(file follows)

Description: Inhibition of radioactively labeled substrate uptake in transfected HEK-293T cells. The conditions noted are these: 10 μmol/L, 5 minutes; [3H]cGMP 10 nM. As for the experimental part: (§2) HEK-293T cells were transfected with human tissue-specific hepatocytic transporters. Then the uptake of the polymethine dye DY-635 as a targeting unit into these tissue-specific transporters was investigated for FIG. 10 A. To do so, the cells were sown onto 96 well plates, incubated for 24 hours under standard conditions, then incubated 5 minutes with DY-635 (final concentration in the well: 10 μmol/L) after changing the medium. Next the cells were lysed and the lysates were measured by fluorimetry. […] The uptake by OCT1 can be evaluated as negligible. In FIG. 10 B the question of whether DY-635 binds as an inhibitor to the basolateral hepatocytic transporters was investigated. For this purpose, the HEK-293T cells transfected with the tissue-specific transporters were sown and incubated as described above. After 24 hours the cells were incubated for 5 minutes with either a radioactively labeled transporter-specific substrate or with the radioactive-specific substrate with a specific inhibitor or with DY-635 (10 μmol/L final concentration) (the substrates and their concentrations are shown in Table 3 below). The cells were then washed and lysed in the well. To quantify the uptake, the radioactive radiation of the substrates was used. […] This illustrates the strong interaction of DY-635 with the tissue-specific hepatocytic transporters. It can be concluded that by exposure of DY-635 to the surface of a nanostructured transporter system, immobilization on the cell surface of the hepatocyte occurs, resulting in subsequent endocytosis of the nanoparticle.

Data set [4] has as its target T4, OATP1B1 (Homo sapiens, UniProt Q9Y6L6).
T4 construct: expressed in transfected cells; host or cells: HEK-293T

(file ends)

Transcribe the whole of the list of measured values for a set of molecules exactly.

Description: Inhibition of radioactively labeled substrate uptake in transfected HEK-293T cells. The conditions noted are these: 10 μmol/L, 5 minutes; [3H]cGMP 10 nM. As for the experimental part: (§2) HEK-293T cells were transfected with human tissue-specific hepatocytic transporters. Then the uptake of the polymethine dye DY-635 as a targeting unit into these tissue-specific transporters was investigated for FIG. 10 A. To do so, the cells were sown onto 96 well plates, incubated for 24 hours under standard conditions, then incubated 5 minutes with DY-635 (final concentration in the well: 10 μmol/L) after changing the medium. Next the cells were lysed and the lysates were measured by fluorimetry. […] The uptake by OCT1 can be evaluated as negligible. In FIG. 10 B the question of whether DY-635 binds as an inhibitor to the basolateral hepatocytic transporters was investigated. For this purpose, the HEK-293T cells transfected with the tissue-specific transporters were sown and incubated as described above. After 24 hours the cells were incubated for 5 minutes with either a radioactively labeled transporter-specific substrate or with the radioactive-specific substrate with a specific inhibitor or with DY-635 (10 μmol/L final concentration) (the substrates and their concentrations are shown in Table 3 below). The cells were then washed and lysed in the well. To quantify the uptake, the radioactive radiation of the substrates was used. […] This illustrates the strong interaction of DY-635 with the tissue-specific hepatocytic transporters. It can be concluded that by exposure of DY-635 to the surface of a nanostructured transporter system, immobilization on the cell surface of the hepatocyte occurs, resulting in subsequent endocytosis of the nanoparticle.

Data set [4] has as its target T4, OATP1B1 (Homo sapiens, UniProt Q9Y6L6).
T4 construct: expressed in transfected cells; host or cells: HEK-293T